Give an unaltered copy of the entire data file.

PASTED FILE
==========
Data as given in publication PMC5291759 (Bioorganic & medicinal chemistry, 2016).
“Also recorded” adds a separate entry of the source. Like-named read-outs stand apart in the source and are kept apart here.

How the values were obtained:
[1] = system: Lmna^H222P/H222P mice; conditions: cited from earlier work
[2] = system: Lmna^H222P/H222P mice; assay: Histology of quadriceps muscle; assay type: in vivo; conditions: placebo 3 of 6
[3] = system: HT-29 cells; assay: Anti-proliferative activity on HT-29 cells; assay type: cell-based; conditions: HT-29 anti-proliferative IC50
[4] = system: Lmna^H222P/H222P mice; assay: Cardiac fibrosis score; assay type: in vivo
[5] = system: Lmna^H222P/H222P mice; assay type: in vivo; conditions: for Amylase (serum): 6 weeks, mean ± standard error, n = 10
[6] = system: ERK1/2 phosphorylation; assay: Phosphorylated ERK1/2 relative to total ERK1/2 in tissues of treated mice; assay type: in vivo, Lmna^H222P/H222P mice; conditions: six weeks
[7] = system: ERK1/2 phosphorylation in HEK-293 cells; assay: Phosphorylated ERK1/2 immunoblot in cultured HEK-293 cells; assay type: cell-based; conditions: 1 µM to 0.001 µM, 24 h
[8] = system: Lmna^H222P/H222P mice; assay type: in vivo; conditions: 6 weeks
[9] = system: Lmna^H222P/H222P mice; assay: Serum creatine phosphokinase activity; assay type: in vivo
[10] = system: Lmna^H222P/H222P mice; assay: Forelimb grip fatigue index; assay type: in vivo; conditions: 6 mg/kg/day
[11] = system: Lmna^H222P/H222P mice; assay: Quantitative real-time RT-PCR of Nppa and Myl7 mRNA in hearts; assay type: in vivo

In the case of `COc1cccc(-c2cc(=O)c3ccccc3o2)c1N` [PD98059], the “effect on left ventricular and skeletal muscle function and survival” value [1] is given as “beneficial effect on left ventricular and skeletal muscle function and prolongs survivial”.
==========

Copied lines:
Data as given in publication PMC5291759 (Bioorganic & medicinal chemistry, 2016).
“Also recorded” adds a separate entry of the source. Like-named read-outs stand apart in the source and are kept apart here.

How the values were obtained:
[1] = system: Lmna^H222P/H222P mice; conditions: cited from earlier work
[2] = system: Lmna^H222P/H222P mice; assay: Histology of quadriceps muscle; assay type: in vivo; conditions: placebo 3 of 6
[3] = system: HT-29 cells; assay: Anti-proliferative activity on HT-29 cells; assay type: cell-based; conditions: HT-29 anti-proliferative IC50
[4] = system: Lmna^H222P/H222P mice; assay: Cardiac fibrosis score; assay type: in vivo
[5] = system: Lmna^H222P/H222P mice; assay type: in vivo; conditions: for Amylase (serum): 6 weeks, mean ± standard error, n = 10
[6] = system: ERK1/2 phosphorylation; assay: Phosphorylated ERK1/2 relative to total ERK1/2 in tissues of treated mice; assay type: in vivo, Lmna^H222P/H222P mice; conditions: six weeks
[7] = system: ERK1/2 phosphorylation in HEK-293 cells; assay: Phosphorylated ERK1/2 immunoblot in cultured HEK-293 cells; assay type: cell-based; conditions: 1 µM to 0.001 µM, 24 h
[8] = system: Lmna^H222P/H222P mice; assay type: in vivo; conditions: 6 weeks
[9] = system: Lmna^H222P/H222P mice; assay: Serum creatine phosphokinase activity; assay type: in vivo
[10] = system: Lmna^H222P/H222P mice; assay: Forelimb grip fatigue index; assay type: in vivo; conditions: 6 mg/kg/day
[11] = system: Lmna^H222P/H222P mice; assay: Quantitative real-time RT-PCR of Nppa and Myl7 mRNA in hearts; assay type: in vivo

In the case of `COc1cccc(-c2cc(=O)c3ccccc3o2)c1N` [PD98059], the “effect on left ventricular and skeletal muscle function and survival” value [1] is given as “beneficial effect on left ventricular and skeletal muscle function and prolongs survivial”.